# Rudin's Theorem 3.17 Uniqueness of $\limsup s_n$

Let $$\{s_n \}$$ be a sequence of real numbers. Let $$E$$ be the set of all subsequential limits of $$\{s_n \}$$ and $$s^* = \sup E = \limsup\limits_{n\to\infty}s_n$$. Then $$s^*$$ has the following two properties:

(a) $$s^* \in E$$.

(b) If $$x> s^*$$, there is an integer $$N$$ such that $$n \geq N$$ implies $$s_n < x$$.

Moreover, $$s^*$$ is the only number with the properties (a) and (b).

Of course, an analogous result is true for $$s_*$$.

Here's Rudin's proof:

(a) If $$s^* = +\infty$$, then $$E$$ is not bounded above; hence $$\{s_n\}$$ is not bounded above, and there is a subsequence $$\{s_{n_k}\}$$ such that $$s_{n_k} \rightarrow +\infty$$.

If $$s^*$$ is real, then $$E$$ is bounded above, and at least one subsequential limit exists, so that (a) follows from Theorems 3.7 and 2.28.

If $$s^* = -\infty$$, then $$E$$ contains only one element, namely $$-\infty$$, and there is no subsequential limit. Hence, for any real $$M$$, $$s_n > M$$ for at most a finite number of values of $$n$$, so that $$s_n \rightarrow -\infty$$.

This establishes (a) in all cases.

(b) Suppose there is a number $$x > s^*$$ such that $$s_n \geq x$$ for infinitely many values of $$n$$. In that case, there is a number $$y \in E$$ such that $$y \geq x > s^*$$, contradicting the definition of $$s^*$$.

Thus $$s^*$$ satisfies both (a) and (b).

To show the uniqueness, suppose there are two numbers, $$p$$ and $$q$$, which satisfy (a) and (b), and suppose $$p < q$$. Choose $$x$$ such that $$p < x < q$$. Since $$p$$ satisfies (b), we have $$s_n < x$$ for $$n \geq N$$. But then $$q$$ cannot satisfy (a).

In the uniqueness part, I can't see why the last statement implies that $$q$$ cannot satisfy (a). I tried proving by contradition but getting nowhere.

• I see that for $n\ge N$, $|s_n - q| \le |s_n| + |q| < 2|q|$. So we always have $|s_n - q| < 2|q|$ for all but finitely many $s_n$ so $q$ can't be a limit point of $E$ and then no subsequence of $\{s_n\}$ can converge to $q$. Is this right? Commented May 25, 2017 at 14:18
• What happens is that since $n \ge N$ implies $s_n < x$, any subsequential limit of $\{s_n\}$ cannot exceed $x$. But $q$ is such a limit, so $q \in E$ implies $q \le x$. Commented May 25, 2017 at 14:50
• Ok, so explicitly the contradition you get is $x < q \le x$? Commented May 25, 2017 at 15:38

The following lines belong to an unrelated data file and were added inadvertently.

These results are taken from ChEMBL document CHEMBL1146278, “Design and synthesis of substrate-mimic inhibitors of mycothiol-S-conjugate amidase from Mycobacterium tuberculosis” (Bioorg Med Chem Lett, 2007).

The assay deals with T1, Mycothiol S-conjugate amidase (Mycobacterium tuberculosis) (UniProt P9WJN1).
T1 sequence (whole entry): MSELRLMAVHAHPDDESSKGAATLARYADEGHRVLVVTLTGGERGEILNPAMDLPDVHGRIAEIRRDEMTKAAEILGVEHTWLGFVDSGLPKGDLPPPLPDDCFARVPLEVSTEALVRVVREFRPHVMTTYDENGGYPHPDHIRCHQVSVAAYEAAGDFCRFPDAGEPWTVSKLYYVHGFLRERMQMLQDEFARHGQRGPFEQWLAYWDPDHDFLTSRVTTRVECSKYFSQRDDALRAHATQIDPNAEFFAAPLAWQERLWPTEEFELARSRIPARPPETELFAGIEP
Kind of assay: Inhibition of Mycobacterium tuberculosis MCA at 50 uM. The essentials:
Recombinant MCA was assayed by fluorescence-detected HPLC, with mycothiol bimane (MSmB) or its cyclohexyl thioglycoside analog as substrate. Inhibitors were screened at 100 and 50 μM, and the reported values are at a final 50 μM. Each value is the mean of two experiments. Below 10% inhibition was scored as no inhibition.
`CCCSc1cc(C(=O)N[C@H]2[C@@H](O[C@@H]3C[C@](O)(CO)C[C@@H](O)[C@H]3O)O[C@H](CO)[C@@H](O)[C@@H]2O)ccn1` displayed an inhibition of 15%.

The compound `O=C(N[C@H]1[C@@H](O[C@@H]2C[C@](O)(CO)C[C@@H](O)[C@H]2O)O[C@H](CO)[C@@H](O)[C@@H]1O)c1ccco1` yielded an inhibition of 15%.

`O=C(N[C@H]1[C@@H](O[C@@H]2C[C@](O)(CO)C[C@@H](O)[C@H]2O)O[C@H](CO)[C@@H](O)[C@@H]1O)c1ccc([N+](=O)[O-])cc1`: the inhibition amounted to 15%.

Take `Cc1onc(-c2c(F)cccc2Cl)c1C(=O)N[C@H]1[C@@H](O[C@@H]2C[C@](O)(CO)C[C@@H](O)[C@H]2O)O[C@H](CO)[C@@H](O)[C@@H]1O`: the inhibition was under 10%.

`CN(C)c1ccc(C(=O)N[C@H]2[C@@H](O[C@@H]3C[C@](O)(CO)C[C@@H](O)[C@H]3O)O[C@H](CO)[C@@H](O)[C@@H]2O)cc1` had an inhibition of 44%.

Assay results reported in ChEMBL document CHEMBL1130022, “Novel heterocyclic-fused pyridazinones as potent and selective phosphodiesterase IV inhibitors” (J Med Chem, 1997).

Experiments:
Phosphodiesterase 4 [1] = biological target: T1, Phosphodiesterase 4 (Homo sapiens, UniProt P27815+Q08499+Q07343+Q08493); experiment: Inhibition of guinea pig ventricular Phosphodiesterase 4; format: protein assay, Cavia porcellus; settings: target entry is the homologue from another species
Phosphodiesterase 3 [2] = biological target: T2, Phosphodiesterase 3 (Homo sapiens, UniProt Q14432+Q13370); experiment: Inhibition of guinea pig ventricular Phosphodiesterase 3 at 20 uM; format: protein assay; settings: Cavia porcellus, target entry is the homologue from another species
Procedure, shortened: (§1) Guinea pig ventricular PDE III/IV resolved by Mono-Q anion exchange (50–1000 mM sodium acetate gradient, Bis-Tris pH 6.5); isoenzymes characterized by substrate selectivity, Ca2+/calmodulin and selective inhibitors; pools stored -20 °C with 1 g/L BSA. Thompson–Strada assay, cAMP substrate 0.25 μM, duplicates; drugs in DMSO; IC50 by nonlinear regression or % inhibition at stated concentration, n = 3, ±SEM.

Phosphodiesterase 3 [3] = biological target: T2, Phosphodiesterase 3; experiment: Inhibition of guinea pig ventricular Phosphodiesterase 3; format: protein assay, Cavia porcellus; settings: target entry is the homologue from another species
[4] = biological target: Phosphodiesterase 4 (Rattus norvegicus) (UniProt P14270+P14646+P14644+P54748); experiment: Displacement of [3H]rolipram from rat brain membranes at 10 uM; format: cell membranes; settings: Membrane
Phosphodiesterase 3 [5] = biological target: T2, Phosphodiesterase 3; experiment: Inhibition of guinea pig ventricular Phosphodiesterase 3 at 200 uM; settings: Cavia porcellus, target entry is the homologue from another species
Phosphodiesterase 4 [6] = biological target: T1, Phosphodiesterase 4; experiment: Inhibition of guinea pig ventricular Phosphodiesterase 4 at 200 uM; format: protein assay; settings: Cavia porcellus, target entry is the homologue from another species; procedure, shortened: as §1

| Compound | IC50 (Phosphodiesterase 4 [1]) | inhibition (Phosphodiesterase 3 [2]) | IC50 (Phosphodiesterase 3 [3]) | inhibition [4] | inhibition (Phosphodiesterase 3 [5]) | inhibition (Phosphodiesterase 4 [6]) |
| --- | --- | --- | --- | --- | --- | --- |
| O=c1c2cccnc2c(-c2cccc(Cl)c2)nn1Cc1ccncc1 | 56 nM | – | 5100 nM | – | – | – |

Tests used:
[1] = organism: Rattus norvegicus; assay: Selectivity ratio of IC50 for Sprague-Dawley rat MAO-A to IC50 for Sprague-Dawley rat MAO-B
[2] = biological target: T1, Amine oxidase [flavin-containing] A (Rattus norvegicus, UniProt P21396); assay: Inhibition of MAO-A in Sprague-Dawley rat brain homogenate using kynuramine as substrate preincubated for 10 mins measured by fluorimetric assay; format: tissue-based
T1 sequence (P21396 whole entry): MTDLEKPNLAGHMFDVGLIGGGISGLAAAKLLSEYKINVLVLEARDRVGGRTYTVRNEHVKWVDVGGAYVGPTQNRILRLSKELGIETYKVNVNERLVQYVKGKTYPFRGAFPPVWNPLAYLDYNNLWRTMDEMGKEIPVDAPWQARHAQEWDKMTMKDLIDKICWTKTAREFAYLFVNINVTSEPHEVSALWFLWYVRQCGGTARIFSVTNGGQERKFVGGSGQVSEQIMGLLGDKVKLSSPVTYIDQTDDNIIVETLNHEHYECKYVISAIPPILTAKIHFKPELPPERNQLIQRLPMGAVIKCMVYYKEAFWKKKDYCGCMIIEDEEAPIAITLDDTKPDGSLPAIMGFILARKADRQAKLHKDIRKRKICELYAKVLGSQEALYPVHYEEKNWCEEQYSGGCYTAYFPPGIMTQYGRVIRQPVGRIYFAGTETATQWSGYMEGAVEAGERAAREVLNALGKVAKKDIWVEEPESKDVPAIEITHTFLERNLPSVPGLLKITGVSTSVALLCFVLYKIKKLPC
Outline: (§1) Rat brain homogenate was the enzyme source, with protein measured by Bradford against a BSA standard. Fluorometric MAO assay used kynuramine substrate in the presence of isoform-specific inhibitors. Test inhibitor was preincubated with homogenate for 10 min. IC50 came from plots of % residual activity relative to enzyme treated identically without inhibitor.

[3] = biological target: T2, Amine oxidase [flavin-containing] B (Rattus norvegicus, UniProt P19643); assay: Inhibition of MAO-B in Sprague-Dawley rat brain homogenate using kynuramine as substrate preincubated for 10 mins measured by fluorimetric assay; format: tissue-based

• Correct.$\phantom{}$ Commented May 25, 2017 at 17:23

Suppose there are two numbers, $p$ and $q$, which satisfy (a) and (b), and suppose $p<q$. Choose $x$ such that $p<x<q$. Since $p$ satisfies (b), we have $s_n<x$ for all $n≥N$. This means that for $n≥N$, $|q-s_n|\geq |q-x|$. But then $q$ cannot be a subsequential limit.
Suppose that there are two numbers, $$p$$ and $$q$$, which satisfy $$(a)$$ and $$(b)$$. (Notice that by "numbers", we allow $$p$$, $$q$$ to be $$+\infty$$, $$-\infty$$, or real numbers.) Without loss of generality, let $$p < q$$. Then choose a real number $$x$$ such that $$p (This is always possible). Since $$p$$ satisfies $$(b)$$, we know there exists an integer $$N$$ such that $$n \geq N$$ implies $$s_{n} < x$$. Then $$q$$ cannot be in $$E$$.
To see the last argument, suppose we have $$q \in E$$. Notice that $$\{s_{n}\}$$ is bounded above by $$\max \{s_{1}, s_{2}, \dots, s_{N}, x\}$$, then we cannot have a subsequence of $$\{s_{n}\}$$ that goes to $$+\infty$$. In other words, $$q \ne +\infty$$. It follows that $$q$$ can only possibly be a real number ($$q \ne -\infty$$ since $$q > x$$ by assumption). But we cannot have a subsequence converges to a real $$q$$ also. (Since there is a $$N$$ after which all the $$s_{n}$$'s are less than $$x$$. Suppose there is a subsequence converging to $$q$$, then let $$\delta \in (0, q-x)$$, then there is an $$M$$ such that for all $$n_{k} \geq M$$, $$|s_{n_{k}}-q| < \delta$$, by definition. But that implies $$s_{n_{k}} > x$$ if $$n_{k} \geq M$$, a contradiction.) Thus we cannot have $$q \in E$$, which finishes our proof.